DENVER -- A stronger-than-expected storm brought nearly a foot of snow to some places around metro Denver on Tuesday.
The entire region saw heavy snow with impressive snow totals. The storm made roads icy and snowpacked, snarled traffic, moved several schools to cancel classes and forced the cancellation of nearly 300 flights at Denver International Airport.
The storm wound down through the evening as skies turned partly cloudy overnight and temperatures slid into the single digits and teens.
Roads were icy overnight and will be for the Wednesday morning commute. Some sunshine will return Wednesday to help thaw roads but the high is only expected to reach 30 degrees.
Roads across the region remained snowpacked and icy late Tuesday afternoon as snowplow crews continued to work to try to get ahead of the accumulation.
RELATED: Full forecast
Another quick shot of snow arrives for the Thursday morning drive. Accumulation looks to be light, but don’t count out slick conditions for the drive to work. The snow will end by noon. More sunshine is expected Friday and the weekend with a slow warming trend back into the 40s.
RELATED: Closures and delays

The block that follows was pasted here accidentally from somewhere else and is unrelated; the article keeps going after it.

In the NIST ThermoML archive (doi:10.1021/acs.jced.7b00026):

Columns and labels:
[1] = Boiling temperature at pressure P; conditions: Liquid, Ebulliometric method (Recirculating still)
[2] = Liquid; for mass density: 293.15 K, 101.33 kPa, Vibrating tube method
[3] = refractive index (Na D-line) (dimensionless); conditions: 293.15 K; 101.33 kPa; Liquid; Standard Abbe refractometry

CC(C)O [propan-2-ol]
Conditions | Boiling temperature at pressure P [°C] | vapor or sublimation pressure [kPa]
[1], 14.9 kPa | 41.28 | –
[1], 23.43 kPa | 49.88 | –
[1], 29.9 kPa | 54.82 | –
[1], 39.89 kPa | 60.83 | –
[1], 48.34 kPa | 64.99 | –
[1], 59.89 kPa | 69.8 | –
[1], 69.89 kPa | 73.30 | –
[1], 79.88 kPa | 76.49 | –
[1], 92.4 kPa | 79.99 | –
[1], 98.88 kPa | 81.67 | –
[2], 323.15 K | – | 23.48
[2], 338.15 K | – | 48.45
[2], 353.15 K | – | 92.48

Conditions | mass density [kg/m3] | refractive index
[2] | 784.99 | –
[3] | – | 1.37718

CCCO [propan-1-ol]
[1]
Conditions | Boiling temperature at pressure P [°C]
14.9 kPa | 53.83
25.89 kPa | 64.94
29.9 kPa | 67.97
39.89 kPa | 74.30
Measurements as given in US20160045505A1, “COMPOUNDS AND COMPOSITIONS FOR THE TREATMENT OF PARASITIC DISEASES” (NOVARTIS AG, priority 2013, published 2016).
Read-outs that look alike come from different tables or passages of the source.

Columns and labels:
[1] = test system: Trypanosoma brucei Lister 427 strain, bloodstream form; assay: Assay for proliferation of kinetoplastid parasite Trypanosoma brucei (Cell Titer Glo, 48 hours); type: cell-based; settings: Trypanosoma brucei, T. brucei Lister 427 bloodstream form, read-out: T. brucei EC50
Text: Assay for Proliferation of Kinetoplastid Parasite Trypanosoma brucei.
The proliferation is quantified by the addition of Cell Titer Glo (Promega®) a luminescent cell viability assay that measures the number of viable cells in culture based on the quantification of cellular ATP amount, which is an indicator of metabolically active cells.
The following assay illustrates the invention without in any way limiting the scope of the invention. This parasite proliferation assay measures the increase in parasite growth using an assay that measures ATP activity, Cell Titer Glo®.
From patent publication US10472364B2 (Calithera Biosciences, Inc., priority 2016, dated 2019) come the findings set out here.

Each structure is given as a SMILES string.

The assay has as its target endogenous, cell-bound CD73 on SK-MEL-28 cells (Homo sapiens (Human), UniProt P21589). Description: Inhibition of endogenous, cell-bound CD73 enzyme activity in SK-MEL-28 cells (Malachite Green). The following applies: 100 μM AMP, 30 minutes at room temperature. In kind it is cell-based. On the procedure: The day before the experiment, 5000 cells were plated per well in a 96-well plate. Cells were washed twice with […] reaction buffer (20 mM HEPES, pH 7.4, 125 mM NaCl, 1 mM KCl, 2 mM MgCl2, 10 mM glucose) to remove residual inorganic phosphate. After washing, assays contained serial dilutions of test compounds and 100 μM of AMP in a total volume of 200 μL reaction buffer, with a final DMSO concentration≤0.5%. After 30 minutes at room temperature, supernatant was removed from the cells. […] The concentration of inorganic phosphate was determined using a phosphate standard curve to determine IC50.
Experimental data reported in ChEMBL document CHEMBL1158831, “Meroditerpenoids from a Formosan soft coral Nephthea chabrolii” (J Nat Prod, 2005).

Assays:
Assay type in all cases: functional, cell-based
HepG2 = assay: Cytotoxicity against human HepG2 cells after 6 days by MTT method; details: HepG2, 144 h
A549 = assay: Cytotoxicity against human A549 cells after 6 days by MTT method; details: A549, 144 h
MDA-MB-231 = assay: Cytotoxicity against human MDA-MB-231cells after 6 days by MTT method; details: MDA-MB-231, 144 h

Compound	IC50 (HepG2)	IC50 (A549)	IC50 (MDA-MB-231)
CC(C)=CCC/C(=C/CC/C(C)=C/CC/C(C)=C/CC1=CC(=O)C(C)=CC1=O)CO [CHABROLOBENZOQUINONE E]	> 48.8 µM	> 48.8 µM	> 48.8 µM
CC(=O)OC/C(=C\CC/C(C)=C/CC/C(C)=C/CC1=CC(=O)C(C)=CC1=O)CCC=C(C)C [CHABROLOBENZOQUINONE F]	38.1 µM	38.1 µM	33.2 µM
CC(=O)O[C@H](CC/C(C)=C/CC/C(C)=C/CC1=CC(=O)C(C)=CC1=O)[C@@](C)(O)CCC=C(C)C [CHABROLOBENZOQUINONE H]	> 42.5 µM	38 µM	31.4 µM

Several school districts announced snow days, including Denver, Aurora, Adams 12, Boulder, Cherry Creek, Douglas County, Jefferson County, and Littleton school districts, among others.
Numerous accidents tied up traffic throughout the metro area.
RELATED: Traffic updates
The southbound Interstate 25 ramp at Speer Boulevard was briefly closed because of a jackknifed semitrailer. The flyover ramp from northbound Interstate 225 to westbound Interstate 70 was closed because of multiple accidents.
The southbound on-ramp to Interstate 25 at University Boulevard was closed after a semitrailer and a bus stalled. And several vehicles got stuck in the heavy snow and spun out.
RELATED: Storm Totals
Many places in metro Denver received 8-11 inches by the time the storm started to exit the region. Some areas south and east of the city saw even higher amounts.
Denver International Airport reported 7.7 inches of snow by Tuesday evening, a record for the date. About 500 flights were canceled and the Federal Aviation Administration estimated average delays of up 3 1/2 hours for arriving flights Tuesday night. That was a slight improvement over delays in the afternoon.
That caused departing flights to be affected. Pena Boulevard was open, but traffic was moving slowly, and officials were advising travelers to allow for extra time and to check their flight status.